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we have “religious" democrats--men who, notwithstanding they belong to Christian churches, and even hold high office in them, are forward in the ranks of those who look upon governments, and even thrones, as objects for contumely, and derision, and attack-who can fraternize with foreign rebels, and decry and denounce time-honored and time-tested institutions, for no other reason than that they have counter-crotchets of their own to set up against them.

I have often wondered, and I dare say some of you may have done the same, where our disaffected professors, in the present day, find a warrant for their opposition to the powers that be. I think, indeed I am sure, that they have no authority for it in the New Testament. Whatever may be said of our Saviour's theory of taxation, we have the great fact placed evidently before us that he paid tribute to Cæsar. No “ conscientious scruples" were raised in the breast of Him who was Conscience itself embodied. He made no passionate appeal to those who hung upon his gracious words, inciting them to mutiny against a government that could extort the payment. And yet, from that exchequer into which, of his deep poverty, he thus cast his mite, how large a sum flowed forth for purposes of which it were a shame to speak. The religion which could even deify the emperor himself, and erect temples to the gods many and lords many of old Rome, was surely bad enough to call for the immediate organization of an anti State-Church league, had such a littleness formed any part of His high mission; for you perhaps remember what Juvenal says upon the subject :

“ The majesty of Riches all avow

Most holy; although Cursed Money! thou
Hast neither temple, yet, nor altar here,
Like those our country fondly loves to rear,
To Faith, or Virtue, Peace or Victory,
Or Concord, vocal with the twittering cry

Of birds, oft visiting their progeny." It seems to be a discovery peculiar to our own day, that we are at liberty to withhold our allegiance from a government as soon as it applies any of its resources to objects with which we think it ought not to interfere. But should it not give us pause to find our authorities and examples in the days of Christ and his successors, yielding cheerful and unmurmuring compliance to the demands of such men as Tiberius and Nero ? The commands of Paul, and of Peter, are absolute and unconditional, not only to be subject to principalities and powers, to obey magistrates and to submit to every ordinance of man for the Lord's sake, whether to the king or to his deputies; but to “ render tribute" also, without entering into very nice calculations as to the portion of it which might go towards deifying the defunct nursling of the infamous Poppæa, or carrying out the decree of the Senate, that she was to have a priest, an altar, and sacrifices for her sole use and benefit! And these injunctions, I imagine, extend to all time and to “every soul" without exception, qualification, or compromise, civil or religious. .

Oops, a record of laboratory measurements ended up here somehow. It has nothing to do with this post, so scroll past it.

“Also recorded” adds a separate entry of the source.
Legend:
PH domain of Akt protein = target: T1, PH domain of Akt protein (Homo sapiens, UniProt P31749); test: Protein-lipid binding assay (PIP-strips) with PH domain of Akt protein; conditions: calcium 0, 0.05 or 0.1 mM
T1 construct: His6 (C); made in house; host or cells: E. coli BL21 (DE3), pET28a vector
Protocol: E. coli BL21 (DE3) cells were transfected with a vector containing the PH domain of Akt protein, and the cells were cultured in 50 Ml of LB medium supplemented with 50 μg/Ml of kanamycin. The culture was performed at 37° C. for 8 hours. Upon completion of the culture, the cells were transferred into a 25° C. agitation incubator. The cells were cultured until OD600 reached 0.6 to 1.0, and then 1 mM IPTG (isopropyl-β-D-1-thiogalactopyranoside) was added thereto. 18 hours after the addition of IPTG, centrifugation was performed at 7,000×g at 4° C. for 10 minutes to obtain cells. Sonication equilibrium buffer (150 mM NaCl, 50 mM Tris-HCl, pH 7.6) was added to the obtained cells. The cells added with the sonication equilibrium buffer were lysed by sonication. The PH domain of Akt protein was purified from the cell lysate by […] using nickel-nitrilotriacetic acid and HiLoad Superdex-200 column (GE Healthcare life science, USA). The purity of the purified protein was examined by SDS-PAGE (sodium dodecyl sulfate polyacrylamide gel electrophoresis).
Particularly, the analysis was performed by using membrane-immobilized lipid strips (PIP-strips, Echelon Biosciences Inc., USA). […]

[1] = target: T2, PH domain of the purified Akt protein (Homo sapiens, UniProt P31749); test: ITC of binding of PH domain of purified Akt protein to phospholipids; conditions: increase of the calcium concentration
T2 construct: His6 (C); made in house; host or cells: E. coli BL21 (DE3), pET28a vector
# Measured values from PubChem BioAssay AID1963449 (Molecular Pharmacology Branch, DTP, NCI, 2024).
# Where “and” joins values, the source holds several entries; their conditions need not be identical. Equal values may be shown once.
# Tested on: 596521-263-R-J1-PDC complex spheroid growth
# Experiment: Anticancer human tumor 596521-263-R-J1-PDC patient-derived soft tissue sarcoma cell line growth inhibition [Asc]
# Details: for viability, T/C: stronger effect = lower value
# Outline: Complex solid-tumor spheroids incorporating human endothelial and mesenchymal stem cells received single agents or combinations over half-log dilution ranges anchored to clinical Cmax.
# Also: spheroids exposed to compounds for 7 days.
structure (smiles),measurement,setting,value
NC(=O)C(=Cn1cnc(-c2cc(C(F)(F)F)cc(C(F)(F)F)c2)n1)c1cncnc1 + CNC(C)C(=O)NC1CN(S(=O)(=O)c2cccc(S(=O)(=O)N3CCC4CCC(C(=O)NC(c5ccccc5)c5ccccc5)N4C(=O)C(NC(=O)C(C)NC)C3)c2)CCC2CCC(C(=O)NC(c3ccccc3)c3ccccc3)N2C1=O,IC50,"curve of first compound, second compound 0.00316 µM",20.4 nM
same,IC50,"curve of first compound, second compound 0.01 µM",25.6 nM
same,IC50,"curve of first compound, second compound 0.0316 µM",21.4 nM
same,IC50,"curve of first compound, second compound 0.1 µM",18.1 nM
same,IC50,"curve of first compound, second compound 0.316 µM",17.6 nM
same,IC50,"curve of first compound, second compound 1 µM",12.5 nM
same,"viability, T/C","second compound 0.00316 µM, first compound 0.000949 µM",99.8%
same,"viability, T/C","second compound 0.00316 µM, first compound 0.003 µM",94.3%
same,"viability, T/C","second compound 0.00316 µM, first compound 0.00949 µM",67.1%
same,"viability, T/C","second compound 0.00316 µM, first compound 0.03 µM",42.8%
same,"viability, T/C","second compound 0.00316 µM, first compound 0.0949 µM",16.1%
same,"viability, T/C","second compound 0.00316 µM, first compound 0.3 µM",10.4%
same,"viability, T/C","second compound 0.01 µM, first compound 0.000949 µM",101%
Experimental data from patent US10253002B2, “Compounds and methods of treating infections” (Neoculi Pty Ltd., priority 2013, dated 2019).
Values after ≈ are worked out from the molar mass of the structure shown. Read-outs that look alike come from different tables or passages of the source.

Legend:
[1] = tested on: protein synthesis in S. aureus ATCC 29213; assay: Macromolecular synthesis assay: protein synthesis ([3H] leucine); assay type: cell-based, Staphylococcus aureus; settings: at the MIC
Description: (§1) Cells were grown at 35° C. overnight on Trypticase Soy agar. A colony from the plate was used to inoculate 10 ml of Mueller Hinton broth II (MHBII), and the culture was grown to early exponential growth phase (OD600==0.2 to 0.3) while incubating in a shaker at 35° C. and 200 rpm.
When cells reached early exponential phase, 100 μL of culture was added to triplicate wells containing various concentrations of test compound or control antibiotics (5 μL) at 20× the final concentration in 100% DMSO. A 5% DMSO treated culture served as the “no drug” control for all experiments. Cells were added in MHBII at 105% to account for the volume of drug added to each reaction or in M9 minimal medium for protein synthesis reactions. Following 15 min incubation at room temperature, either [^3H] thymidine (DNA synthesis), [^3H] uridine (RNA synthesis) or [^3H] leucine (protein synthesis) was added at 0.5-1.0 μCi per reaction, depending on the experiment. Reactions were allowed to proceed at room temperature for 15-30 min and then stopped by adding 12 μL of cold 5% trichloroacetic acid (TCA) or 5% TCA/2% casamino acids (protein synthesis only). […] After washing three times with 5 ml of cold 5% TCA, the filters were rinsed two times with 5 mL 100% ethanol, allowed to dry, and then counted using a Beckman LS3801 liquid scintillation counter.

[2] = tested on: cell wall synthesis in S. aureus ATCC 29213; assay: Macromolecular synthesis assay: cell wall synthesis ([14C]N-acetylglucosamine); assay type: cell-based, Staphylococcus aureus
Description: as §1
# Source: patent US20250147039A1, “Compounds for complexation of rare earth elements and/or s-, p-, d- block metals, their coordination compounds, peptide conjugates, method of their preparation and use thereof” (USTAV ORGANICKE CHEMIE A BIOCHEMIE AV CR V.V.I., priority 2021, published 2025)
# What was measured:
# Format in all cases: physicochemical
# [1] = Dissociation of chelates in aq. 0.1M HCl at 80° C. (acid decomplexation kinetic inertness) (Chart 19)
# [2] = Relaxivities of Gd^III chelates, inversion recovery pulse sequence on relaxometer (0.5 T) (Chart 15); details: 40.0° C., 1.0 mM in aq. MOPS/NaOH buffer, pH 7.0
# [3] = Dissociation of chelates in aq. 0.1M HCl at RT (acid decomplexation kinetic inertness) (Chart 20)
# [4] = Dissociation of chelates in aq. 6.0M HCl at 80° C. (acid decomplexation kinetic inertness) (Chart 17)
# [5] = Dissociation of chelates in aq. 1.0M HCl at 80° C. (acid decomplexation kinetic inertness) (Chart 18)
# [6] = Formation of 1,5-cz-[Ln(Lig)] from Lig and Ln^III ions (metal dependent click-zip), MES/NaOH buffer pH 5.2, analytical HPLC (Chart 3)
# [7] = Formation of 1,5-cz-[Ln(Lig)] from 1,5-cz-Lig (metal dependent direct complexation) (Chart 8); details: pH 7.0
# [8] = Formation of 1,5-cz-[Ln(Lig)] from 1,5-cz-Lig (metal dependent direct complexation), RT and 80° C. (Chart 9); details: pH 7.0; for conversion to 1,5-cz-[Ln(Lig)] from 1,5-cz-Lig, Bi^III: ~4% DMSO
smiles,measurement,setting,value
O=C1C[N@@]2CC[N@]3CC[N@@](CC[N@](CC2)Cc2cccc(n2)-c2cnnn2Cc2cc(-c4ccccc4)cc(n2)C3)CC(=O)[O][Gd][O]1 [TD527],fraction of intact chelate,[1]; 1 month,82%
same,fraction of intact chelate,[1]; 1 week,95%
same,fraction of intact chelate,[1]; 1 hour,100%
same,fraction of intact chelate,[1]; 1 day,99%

But supposing, my dear young friends, that there may be many things which we believe to require modification or removal in the laws and institutions of our happy land, is it at all seemly to wrangle about these, when by so doing, we are cheering on a reckless crew who neither fear God nor regard man? “ God has called us to peace," and it is certainly no part of our duty (to quote a very homely proverb,) to make distress, distraction. And, after all, we may be wrong. Think seriously of this. Matters of opinion are surely of less moment than matters of command. The standard around which we are to rally is not the Banner of Dissent, or Churchism, or Chartism, but “ The Common Salvation.” If we must live in an atmosphere of contention, of agitation, or provocation, let us “ provoke to love and to good works.Let us think nothing really great or glorious but the emancipation of each and all from the love and power of sin. Never did bigotry appear so truly little as it does at the present moment. And never did the living oracles appear so great. Take then your stand upon “The Common Salvation," and determine with the magnanimous apostle of the Gentiles, to know nothing among men but Jesus Christ and him crucified.